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New Mechanical Engineering Professor Gains Steam with Heat Transfer Technology Research

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Melanie Ziems
Hadi Ghasemi
Hadi Ghasemi

About 70 percent of the Earth’s surface is covered in water, and just less than 97 percent of this water is held in the world’s oceans. As a resource in its own right, water is hugely abundant, but harnessing it in efficient ways that benefit humanity proves challenging for researchers.

Turning water into steam is one of the most popular ways of utilizing this resource for a variety of applications, such as power generation and water purification. However, current methods of creating steam involve heating the entire bulk of water, which outputs excessive heat and requires substantial amounts of energy.

Hadi Ghasemi, a new professor in the department of mechanical engineering at the UH Cullen College of Engineering, is researching ways to create steam more efficiently, and the possibilities are revolutionary. So revolutionary, in fact, that he has been nominated for the 2014 World Technology Award in the Energy category, an award presented by The World Technology Network (WTN) in association with media giants Fortune and Time Magazine.

Ghasemi began his research into heat transfer technology while performing postdoctoral research at the Massachusetts Institute of Technology (MIT). He and his research group developed a new material that sits on the surface of water and uses solar energy to heat the very top layer of water to the point of steaming without having to heat the entire container.

The material is a thin disc made up of two layers. The bottom is made of spongy carbon that helps the disc float and acts as a thermal insulator to keep solar energy from dissipating. The top layer uses graphite that creates hot spots when exposed to sunlight, which draws the water up through the carbon foam. When the water touches the hot spots, it steams. With solar energy concentrated to 10 times that of a normal sunny day, the material converts 85 percent of the incoming solar energy into steam – a highly efficient rate.

Creating a technology that efficiently converts water to steam could quite literally change the world. Ghasemi said the scope of applications for this material is wide and could affect millions.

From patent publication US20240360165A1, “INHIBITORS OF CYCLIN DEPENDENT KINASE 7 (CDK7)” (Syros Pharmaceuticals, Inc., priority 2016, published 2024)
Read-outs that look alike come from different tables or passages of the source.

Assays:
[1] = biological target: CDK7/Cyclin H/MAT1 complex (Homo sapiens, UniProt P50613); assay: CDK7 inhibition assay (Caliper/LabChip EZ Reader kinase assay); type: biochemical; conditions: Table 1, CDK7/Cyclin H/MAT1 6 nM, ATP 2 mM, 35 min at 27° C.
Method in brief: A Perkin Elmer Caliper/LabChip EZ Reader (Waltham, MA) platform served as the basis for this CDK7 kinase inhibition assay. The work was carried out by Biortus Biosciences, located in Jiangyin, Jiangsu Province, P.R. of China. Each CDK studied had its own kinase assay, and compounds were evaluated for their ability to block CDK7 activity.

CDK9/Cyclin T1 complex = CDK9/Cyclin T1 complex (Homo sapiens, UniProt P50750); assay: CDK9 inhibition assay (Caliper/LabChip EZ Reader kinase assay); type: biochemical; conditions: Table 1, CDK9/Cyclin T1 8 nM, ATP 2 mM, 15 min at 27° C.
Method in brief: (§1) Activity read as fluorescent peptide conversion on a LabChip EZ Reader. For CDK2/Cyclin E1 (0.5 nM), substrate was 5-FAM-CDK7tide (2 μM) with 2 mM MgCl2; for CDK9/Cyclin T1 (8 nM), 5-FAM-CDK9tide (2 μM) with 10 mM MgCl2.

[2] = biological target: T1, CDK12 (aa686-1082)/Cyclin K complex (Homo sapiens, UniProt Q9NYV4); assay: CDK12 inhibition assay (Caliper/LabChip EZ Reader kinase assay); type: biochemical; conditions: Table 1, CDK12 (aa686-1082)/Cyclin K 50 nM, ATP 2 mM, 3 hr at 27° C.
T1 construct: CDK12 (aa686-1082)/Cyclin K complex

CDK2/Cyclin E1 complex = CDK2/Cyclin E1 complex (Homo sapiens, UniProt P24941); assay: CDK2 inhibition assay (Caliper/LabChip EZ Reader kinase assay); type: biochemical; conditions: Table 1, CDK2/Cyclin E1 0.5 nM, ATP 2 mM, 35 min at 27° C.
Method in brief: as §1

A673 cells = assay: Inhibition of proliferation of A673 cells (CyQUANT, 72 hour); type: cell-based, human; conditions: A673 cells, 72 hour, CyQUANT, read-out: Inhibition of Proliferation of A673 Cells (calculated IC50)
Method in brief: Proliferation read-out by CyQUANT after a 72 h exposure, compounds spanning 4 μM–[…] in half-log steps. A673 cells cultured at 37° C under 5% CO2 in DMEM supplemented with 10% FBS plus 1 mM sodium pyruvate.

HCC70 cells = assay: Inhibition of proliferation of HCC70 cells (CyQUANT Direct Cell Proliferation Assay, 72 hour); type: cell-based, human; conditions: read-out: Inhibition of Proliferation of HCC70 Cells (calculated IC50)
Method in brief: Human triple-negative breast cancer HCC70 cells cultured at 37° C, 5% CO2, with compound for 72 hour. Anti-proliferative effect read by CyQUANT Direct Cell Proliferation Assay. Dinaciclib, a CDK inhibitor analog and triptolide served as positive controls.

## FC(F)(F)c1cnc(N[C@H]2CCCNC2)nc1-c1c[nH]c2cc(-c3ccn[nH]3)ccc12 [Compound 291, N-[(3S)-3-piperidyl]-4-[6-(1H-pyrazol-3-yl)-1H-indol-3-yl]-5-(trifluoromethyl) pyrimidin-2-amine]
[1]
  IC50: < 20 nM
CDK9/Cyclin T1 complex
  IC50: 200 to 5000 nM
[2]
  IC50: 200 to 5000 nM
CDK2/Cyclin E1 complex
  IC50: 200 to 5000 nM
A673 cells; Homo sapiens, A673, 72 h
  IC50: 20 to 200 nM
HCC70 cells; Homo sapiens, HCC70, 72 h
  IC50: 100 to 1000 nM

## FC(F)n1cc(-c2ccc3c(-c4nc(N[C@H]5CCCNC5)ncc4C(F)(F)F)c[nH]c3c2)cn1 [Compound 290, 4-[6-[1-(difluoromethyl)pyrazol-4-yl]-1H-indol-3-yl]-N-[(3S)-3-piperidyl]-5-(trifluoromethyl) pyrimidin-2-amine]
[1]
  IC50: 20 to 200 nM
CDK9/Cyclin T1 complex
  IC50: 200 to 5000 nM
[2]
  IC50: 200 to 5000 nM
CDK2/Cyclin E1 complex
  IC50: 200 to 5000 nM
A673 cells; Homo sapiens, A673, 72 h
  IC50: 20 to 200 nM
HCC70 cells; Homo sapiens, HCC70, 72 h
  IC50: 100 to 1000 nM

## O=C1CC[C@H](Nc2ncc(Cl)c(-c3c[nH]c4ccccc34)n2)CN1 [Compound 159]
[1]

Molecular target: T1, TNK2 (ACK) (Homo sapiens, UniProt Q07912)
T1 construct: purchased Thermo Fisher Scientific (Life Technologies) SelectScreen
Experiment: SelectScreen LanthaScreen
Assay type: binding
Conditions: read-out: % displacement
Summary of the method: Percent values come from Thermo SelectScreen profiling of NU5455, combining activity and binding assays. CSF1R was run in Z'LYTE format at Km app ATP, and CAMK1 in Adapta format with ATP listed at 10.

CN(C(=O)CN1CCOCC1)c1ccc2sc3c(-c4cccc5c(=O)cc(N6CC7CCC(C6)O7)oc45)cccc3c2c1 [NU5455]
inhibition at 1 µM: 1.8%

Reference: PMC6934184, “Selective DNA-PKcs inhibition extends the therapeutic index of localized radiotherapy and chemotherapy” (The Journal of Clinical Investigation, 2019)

“We have developed a new approach for making steam that is much more efficient than the current approaches. If you’re looking at the big picture, where 80 percent of the world’s electricity is produced by steam, this new efficient approach, if implemented in the solar steam generation power plants, it would be a huge advantage to the sustainable energy world,” Ghasemi explained. “But that is not the only application of this structure.”

Steam is still largely used in rural areas of the world as a sanitation device, particularly in medical practices. “One thing that I’m going to emphasize is that solar energy is the only source of energy in many remote areas, like villages,” he said. “If you can do something with solar energy, that’s really advantageous.  In a remote area, you need to sterilize equipment which are driven by steam.”

It’s in these same areas that finding clean drinking water is also a challenge. “Now we know that drinking water is [relatively] rare and producing clean drinking water is important. To produce drinking water, you need to evaporate the salty [or unclean] water, and one of the approaches is to convert it to steam and then condense back the steam to make drinking water,” Ghasemi said. “So the structure that we have developed, you can put this structure on top of a big water reservoir under the sun, and with the low concentration of the sun – a low amount of energy – you can produce steam, and with that, desalinate the water.”

Desalination, Ghasemi said, is important closer to home as well. Places like California that are experiencing severe drought are already experimenting with desalinating ocean water for drinking purposes. Chemical companies both domestic and abroad can also benefit from the technology. Instead of waiting years for the water in chemical waste ponds to evaporate, enabling companies to collect and dispose of waste, groups can evaporate the water in a much quicker and more efficient manner.

Ghasemi said he didn’t set out to blaze these new trails, but he’s glad he did. “The idea came by chance, we were thinking about this problem for a while in our group, and we did some experimenting. After a while I came up with this idea that we may use the two layers to be able to produce steam,” he said. “I think I’m happy I’ve gone one step forward in science to be able to help people and improve the quality of people’s lives. I think science is for improving the quality of life, and we are here to make this happen. It’s a very happy moment for me, but at the same time, I feel more responsibility to do something bigger.”

His successes haven’t gone unnoticed, as illustrated by his WTN award nomination. In the Energy category, he is joined by heavyweight nominees like Elon Musk, CEO of SpaceX and Tesla Motors, and Tod Hynes, founder and president of XL Hybrids and MIT senior lecturer. Other categories include nominees like Mark Zuckerberg (IT Software category), the founder of Facebook, and Neil DeGrasse Tyson, astrophysicist and host of the wildly popular “Cosmos: A Spacetime Odyssey” television series.

The WTN award ceremony and summit won’t take place until November, but in the meantime, Ghasemi said he’s happy to see the vast potential of the research he’s performed so far. “I didn’t have any intentions when I started this work, but now I think I can help people afford better futures for themselves,” he said.

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